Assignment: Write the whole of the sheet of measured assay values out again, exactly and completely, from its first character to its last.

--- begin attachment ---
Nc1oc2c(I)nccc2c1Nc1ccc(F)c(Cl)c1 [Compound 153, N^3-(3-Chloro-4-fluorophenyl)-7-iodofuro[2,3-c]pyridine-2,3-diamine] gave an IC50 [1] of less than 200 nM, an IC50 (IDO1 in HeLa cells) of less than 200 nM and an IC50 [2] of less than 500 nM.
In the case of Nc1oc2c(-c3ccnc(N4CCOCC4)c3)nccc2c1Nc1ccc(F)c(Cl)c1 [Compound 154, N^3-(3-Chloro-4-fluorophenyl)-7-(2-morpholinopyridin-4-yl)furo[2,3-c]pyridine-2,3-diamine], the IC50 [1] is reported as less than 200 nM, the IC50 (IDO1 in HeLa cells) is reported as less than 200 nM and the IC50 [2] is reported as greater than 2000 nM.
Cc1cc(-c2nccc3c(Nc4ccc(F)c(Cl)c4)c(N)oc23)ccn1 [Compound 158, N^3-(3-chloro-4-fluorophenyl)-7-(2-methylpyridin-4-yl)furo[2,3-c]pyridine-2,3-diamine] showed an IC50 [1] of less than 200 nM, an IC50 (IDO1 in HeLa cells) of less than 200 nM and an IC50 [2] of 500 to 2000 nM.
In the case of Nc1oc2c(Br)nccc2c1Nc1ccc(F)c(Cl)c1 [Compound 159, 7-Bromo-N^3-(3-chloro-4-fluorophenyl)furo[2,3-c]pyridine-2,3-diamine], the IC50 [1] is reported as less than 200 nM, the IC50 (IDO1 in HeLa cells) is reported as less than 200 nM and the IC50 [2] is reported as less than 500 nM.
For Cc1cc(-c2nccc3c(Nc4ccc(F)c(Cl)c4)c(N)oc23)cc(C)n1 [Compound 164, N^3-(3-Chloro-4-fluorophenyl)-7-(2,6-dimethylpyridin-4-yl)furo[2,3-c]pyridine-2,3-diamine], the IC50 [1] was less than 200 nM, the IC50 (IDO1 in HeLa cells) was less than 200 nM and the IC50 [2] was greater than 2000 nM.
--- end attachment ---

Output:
Nc1oc2c(I)nccc2c1Nc1ccc(F)c(Cl)c1 [Compound 153, N^3-(3-Chloro-4-fluorophenyl)-7-iodofuro[2,3-c]pyridine-2,3-diamine] gave an IC50 [1] of less than 200 nM, an IC50 (IDO1 in HeLa cells) of less than 200 nM and an IC50 [2] of less than 500 nM.
In the case of Nc1oc2c(-c3ccnc(N4CCOCC4)c3)nccc2c1Nc1ccc(F)c(Cl)c1 [Compound 154, N^3-(3-Chloro-4-fluorophenyl)-7-(2-morpholinopyridin-4-yl)furo[2,3-c]pyridine-2,3-diamine], the IC50 [1] is reported as less than 200 nM, the IC50 (IDO1 in HeLa cells) is reported as less than 200 nM and the IC50 [2] is reported as greater than 2000 nM.
Cc1cc(-c2nccc3c(Nc4ccc(F)c(Cl)c4)c(N)oc23)ccn1 [Compound 158, N^3-(3-chloro-4-fluorophenyl)-7-(2-methylpyridin-4-yl)furo[2,3-c]pyridine-2,3-diamine] showed an IC50 [1] of less than 200 nM, an IC50 (IDO1 in HeLa cells) of less than 200 nM and an IC50 [2] of 500 to 2000 nM.
In the case of Nc1oc2c(Br)nccc2c1Nc1ccc(F)c(Cl)c1 [Compound 159, 7-Bromo-N^3-(3-chloro-4-fluorophenyl)furo[2,3-c]pyridine-2,3-diamine], the IC50 [1] is reported as less than 200 nM, the IC50 (IDO1 in HeLa cells) is reported as less than 200 nM and the IC50 [2] is reported as less than 500 nM.
For Cc1cc(-c2nccc3c(Nc4ccc(F)c(Cl)c4)c(N)oc23)cc(C)n1 [Compound 164, N^3-(3-Chloro-4-fluorophenyl)-7-(2,6-dimethylpyridin-4-yl)furo[2,3-c]pyridine-2,3-diamine], the IC50 [1] was less than 200 nM, the IC50 (IDO1 in HeLa cells) was less than 200 nM and the IC50 [2] was greater than 2000 nM.